When beverage giant Anheuser-Busch InBev acquired Blue Point Brewing Company this week, craft beer fans questioned the Long Island, New York brewer's commitment to being an independent brand. How could Blue Point--which had joked on its blog about soliciting a buyer as part of an April Fool's stunt in 2011--pull such an about-face? 

The fact is, AB InBev needed Blue Point, and Blue Point needed AB InBev. On the corporate side, AB InBev watched in dismay as sales of craft brews grew 16 percent in volume over the last year, while the biggest U.S. beer brands declined 1.7 percent, according to researcher Symphony IRI Group. 

Meanwhile, Blue Point was a little guy poised for stardom that couldn't continue operating as it had been. It needed help to raise its profile, pour money into advertising, and ramp up production. 

It's obvious Blue Point will lend some much-needed cool to AB InBev. Blue Point stands to benefit from the deal as well, but it's less apparent how it will retain the indie spirit that made it unique. Is Blue Point, best known for its Toasted Lager, doomed to become another watered-down, mass-produced brew like Budweiser?

"Both companies need to work together very carefully on any new advertising or promotional campaigns that follow--Anheuser-Busch can contribute the dollars and media leverage, but the Blue Point team needs to ensure the message and the tone and manner remain consistent with the way they've communicated in the past," says Denise Lee Yohn, a branding consultant and the author of What Great Brands Do. "Don't do what Unilever did when they acquired Ben & Jerry's--they got rid of the very popular ad spokesperson Wendy and that turned fans off immediately."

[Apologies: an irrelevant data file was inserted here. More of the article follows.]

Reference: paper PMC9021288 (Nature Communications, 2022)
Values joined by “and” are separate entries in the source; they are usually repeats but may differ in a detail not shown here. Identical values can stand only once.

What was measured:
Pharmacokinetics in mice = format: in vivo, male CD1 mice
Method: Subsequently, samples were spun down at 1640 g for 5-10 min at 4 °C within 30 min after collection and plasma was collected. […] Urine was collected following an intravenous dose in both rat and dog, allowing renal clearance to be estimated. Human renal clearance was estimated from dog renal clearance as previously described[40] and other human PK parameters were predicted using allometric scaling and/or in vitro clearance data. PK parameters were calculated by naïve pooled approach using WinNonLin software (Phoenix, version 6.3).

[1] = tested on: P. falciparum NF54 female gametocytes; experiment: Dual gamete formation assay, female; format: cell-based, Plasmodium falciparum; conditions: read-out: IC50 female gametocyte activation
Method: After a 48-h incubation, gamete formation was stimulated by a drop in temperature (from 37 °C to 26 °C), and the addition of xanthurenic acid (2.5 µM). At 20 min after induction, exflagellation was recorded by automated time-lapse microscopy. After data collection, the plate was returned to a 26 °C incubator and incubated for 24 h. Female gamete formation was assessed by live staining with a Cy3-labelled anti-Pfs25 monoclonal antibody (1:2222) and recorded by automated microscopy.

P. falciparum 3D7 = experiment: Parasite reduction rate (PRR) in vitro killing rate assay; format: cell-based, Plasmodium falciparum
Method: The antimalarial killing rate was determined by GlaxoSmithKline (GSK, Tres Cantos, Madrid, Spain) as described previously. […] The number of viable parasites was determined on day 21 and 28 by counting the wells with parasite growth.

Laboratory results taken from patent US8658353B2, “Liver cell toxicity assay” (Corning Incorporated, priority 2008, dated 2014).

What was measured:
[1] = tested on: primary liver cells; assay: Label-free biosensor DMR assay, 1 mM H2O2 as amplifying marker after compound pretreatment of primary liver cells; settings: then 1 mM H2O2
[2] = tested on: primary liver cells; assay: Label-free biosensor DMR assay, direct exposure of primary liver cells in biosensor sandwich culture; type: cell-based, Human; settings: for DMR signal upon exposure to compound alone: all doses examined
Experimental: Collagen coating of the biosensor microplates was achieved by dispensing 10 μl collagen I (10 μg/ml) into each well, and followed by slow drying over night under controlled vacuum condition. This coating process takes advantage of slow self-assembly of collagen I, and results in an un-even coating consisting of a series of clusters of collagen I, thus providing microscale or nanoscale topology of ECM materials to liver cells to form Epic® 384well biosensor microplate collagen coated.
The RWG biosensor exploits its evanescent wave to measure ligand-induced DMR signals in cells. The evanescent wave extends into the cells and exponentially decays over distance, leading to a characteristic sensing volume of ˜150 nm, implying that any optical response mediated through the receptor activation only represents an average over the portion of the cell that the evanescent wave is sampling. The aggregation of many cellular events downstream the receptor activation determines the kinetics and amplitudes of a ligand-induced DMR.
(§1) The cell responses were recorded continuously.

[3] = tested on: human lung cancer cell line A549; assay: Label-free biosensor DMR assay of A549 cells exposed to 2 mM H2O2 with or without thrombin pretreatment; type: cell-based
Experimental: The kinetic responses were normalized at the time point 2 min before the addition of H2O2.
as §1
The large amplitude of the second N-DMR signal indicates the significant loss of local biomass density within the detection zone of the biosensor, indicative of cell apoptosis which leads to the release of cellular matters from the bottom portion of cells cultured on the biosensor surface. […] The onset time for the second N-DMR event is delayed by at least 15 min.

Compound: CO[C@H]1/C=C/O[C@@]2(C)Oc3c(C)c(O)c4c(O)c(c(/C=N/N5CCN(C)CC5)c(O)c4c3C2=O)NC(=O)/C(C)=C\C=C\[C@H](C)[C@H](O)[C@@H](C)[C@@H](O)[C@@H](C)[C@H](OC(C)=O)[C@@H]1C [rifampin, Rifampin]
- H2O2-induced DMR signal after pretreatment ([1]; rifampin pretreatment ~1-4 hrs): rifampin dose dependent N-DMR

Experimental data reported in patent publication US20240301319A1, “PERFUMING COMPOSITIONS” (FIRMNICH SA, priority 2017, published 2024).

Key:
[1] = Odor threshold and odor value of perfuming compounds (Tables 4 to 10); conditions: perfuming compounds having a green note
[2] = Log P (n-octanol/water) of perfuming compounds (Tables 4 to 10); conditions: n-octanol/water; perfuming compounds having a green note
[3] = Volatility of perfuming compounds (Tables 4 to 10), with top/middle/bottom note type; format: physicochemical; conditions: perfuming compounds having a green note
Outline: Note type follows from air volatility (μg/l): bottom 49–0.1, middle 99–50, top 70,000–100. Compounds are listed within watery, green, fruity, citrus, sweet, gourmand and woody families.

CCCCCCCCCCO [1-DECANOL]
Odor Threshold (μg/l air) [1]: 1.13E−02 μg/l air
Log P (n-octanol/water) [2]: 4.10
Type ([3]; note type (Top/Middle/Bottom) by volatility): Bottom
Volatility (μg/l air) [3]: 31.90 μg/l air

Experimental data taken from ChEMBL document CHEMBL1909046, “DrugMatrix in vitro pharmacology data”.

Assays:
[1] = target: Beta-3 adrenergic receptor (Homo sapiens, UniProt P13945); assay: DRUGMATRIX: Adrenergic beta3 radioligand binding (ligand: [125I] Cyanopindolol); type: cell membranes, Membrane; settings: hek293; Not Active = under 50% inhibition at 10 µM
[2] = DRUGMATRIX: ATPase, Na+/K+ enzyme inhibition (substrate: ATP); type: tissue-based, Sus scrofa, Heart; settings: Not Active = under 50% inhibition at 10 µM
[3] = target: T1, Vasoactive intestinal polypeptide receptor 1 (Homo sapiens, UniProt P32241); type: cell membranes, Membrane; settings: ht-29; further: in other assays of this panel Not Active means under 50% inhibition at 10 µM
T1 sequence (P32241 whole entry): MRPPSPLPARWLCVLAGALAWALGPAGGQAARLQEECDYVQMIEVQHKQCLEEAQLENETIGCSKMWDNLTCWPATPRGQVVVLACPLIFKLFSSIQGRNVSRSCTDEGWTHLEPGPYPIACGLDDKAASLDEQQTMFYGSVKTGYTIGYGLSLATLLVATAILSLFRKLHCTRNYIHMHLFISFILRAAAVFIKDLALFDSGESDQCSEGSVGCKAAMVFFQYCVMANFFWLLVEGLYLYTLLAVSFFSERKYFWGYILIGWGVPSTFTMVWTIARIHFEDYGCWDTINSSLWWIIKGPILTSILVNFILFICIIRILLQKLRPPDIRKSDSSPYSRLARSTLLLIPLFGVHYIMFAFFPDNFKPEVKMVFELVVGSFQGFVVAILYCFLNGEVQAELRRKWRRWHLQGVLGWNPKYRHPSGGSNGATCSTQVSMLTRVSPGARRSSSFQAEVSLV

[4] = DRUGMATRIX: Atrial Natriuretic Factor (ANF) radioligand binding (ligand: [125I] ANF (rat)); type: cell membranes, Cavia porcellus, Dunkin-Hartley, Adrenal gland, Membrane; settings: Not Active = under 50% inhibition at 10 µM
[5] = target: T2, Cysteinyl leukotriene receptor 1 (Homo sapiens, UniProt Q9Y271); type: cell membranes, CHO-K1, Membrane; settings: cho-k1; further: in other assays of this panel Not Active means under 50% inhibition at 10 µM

Yohn says Blue Point--and any other small company that's been acquired by an industry giant--will need to convey to consumers that its DNA hasn't changed. That means taking more risks in messaging, using a bolder logo that a corporation wouldn't necessarily approve of, and not being afraid to "tell your story" whenever you can. "Make sure people know about your roots and values and what really does make you different," she says. "Now is not the time for humility." 

Blue Point's founders, Mark Burford and Pete Cotter, seem to be handling their messaging well so far. On Thursday, they posted a note on the company's blog reassuring fans that "We've always focused on our employees, the community, and, of course, the beer--and that will not change." On Twitter, the company took the same tack, tweeting, "We'll keep brewing it if you'll keep drinking it!" and "We only hope to make it better." The company also is staying close to the craft beer enthusiast community by hosting a meet-and-greet with Burford at the Traverse City Microbrew & Music Festival this weekend.

"People continue to want to express themselves through the brands they choose, and by choosing an independent brand, you kind of signal to everyone that you're special," says Yohn, who adds that even national chains are pushing a "local vibe." There are plenty of ways for a small brewer to spin it, whether it's saying you only make small quantities so you can control quality, or that you've stayed local because your hometown's values mirror your own.  

Beer geeks were upset when they heard the news about Blue Point, but it's hard to imagine a local investor being able to match Anheuser-Busch InBev's offer or for Blue Point to carry on as it had. Although the change in ownership might put off loyalists, Blue Point has the chance to win over even more fans if it plays up the very qualities that built up its following in the first place. 

It's a hard feat for any brand to pull off, but Stella Artois, Corona, and Beck's--all Anheuser-Busch InBev acquisitions--seem to be doing just fine.